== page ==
pproachable and livable: For interior designer Chris Barrett, that’s how her clients summed up their vision for their La Jolla, California, home’s interiors. Simply enough, the couple requested inviting spaces for themselves and their large family. Beyond that, Barrett says of their wishes, “They weren’t specific about a look.” So the home and its setting on a picturesque stretch of coastline informed her approach. “It needed to be complementary to the architecture but we also wanted to play to the ocean,” says Barrett, “and a neutral palette and natural materials just felt right for a beach house.”
The clients’ brief to architect Drexel Patterson was a bit more detailed. Active grandparents who relish time with their loved ones, they needed a place that could accommodate the family but they also wanted to be mindful of the neighbors on their snug La Jolla street. To that end, the architect excavated the basement for an underground garage with a car elevator, resulting in a home that appears to be two stories from the street when it’s actually three. “The house doesn’t loom over the street or the beach; it organized itself with how it was wedged into the site,” says the architect of the design, which steps down toward the ocean, creating terraces on every level. “The residence itself wasn’t difficult to build, but the lot was difficult to access,” adds general contractor Tom Waters, recalling that the street’s narrowness didn’t leave much room for concrete trucks and lumber drop-offs.
Entered through an antique door and a courtyard complete with blue-and-white tile and a burbling fountain, the house is Spanish Colonial in spirit–an aesthetic driven by the clients’ wish for a structure that related stylistically to the origins of La Jolla. “People still like the idea of a traditional home, and this is an authentic revival in its massing and thickness, but it’s stripped back and has an open flow for today’s lifestyle,” explains Patterson. “It’s an inspiring architectural problem to solve. It’s about editing unnecessary clutter but if you over-edit, you lose the poetry.” Working on the home with project architect Lisa Kriedeman, Patterson also wove in contemporary handcrafted touches like the master bath’s leaded bottle-glass windows made by artist Tanya Holroyd Stevenson and the slender iron rail for the entry staircase created by metalsmith Rumen Dobrev.
Patterson’s work offered the perfect backdrop for interiors that emphasize comfort and ease. “Put your feet up; enjoy the ocean. All of our choices referenced that feeling,” notes Barrett, who carried earthy, mostly neutral hues throughout the home, creating a sense of continuity across the open floor plan. To enrich the palette, she incorporated texture and subtle pattern, choosing a jute rug in a chevron design for the living area and an understated stripe on the sofa in the same space. Touches of blue–“It’s their favorite color,” she says–crop up too, such as in the family room’s carpet, making for calming grace notes and a fitting nod to the seaside locale. An art collection, assembled with the help of L.A. art consultant Tiffiny Lendrum, does its part to convey color and dynamism too. Among the bold works are a vivid piece by Robert Schaberl in the sweeping stairwell and a painting by Luc Leestemaker above the living room fireplace.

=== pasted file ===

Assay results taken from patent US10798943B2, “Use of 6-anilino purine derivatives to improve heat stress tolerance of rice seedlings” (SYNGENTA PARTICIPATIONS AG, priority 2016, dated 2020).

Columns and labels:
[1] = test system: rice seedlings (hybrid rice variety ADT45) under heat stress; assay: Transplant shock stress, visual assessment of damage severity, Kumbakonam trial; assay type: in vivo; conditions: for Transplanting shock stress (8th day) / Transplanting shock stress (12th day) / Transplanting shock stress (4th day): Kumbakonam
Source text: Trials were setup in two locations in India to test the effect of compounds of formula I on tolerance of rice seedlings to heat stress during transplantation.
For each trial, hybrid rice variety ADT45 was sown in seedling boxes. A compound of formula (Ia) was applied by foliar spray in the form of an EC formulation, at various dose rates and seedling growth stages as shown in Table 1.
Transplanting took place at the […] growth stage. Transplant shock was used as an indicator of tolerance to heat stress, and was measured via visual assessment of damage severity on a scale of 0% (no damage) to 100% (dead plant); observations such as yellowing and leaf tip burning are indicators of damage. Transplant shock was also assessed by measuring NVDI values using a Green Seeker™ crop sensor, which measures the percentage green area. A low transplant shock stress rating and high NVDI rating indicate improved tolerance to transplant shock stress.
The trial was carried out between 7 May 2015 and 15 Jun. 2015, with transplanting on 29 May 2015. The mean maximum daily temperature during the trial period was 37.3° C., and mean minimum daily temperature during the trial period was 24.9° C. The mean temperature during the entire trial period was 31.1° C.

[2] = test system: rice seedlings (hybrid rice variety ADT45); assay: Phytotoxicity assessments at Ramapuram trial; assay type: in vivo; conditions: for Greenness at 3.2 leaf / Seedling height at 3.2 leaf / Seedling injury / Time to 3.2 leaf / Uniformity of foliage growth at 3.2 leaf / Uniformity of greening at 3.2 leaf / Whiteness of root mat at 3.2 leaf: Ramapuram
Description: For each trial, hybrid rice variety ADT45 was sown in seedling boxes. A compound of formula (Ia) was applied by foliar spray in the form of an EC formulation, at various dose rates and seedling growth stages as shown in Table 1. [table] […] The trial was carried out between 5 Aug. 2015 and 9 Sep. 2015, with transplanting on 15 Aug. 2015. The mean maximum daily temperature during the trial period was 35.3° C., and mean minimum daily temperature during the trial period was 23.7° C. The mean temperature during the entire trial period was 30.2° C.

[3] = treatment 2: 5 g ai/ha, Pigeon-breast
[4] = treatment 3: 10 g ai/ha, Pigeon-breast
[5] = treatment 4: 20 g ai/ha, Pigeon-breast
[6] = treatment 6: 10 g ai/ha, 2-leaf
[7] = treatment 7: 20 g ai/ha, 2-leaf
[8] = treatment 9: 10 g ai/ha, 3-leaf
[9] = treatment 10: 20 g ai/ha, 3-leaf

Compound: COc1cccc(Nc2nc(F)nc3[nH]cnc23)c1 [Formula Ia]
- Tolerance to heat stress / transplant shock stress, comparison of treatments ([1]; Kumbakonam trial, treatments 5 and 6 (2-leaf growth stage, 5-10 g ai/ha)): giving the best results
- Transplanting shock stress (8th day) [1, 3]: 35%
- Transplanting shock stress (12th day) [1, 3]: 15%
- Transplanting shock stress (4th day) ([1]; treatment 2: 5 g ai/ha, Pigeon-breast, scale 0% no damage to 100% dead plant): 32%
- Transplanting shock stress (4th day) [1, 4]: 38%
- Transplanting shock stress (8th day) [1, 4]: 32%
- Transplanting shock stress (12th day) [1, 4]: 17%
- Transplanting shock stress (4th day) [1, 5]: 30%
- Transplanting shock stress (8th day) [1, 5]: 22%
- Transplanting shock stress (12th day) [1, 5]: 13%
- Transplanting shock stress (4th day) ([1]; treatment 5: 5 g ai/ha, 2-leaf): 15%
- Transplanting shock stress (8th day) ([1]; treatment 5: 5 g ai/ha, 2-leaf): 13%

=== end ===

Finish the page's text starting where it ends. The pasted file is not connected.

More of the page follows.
Barrett ensured that furnishings would suit the large family. “This project wasn’t really about specific pieces. It was about making it all work,” she points out. And by work, the interior designer means accommodating upwards of two dozen people. To do that, she placed an extendable table in the dining area between the main living space and kitchen. Downstairs, the interior designer, who worked with project manager Loralie Hayes, planned a media room and a games area and a bunk room for the grandchildren, all of which flow directly outdoors.
There, landscape architect Theresa Clark worked hand-in-hand with Barrett and Patterson to create a space that seemed like a natural extension of the interiors. “Knowing the color scheme and how busy or how simple the interiors are helps me decide what to do,” she says. The project required a balance of functional hardscaping (seating areas, the pool, the barbecue) with lush greenery that evoked a 1920s feel. Clark opted for heirloom camellias, roses, olive trees, yucca gloriosa and a fragrant magnolia champaca tree that prompted the intrigued husband to ask, “Can we get five more of these?” when he first caught a whiff of its spectacular tropical scent. And at the rear of the house, to maximize the stunning view, Clark installed seating atop sand just off the terrace that overlooks the sea below.
Ironically, it was the very desirable locale’s beachy climate that proved to be Barrett’s greatest hurdle. “This is one of the easiest couples I’ve ever worked with,” she reflects. “Truly the biggest challenge was just the salt air and making selections that could stand up to the environment. But to live on the ocean like this?” the interior designer ponders for a moment, “It’s a dream house.”
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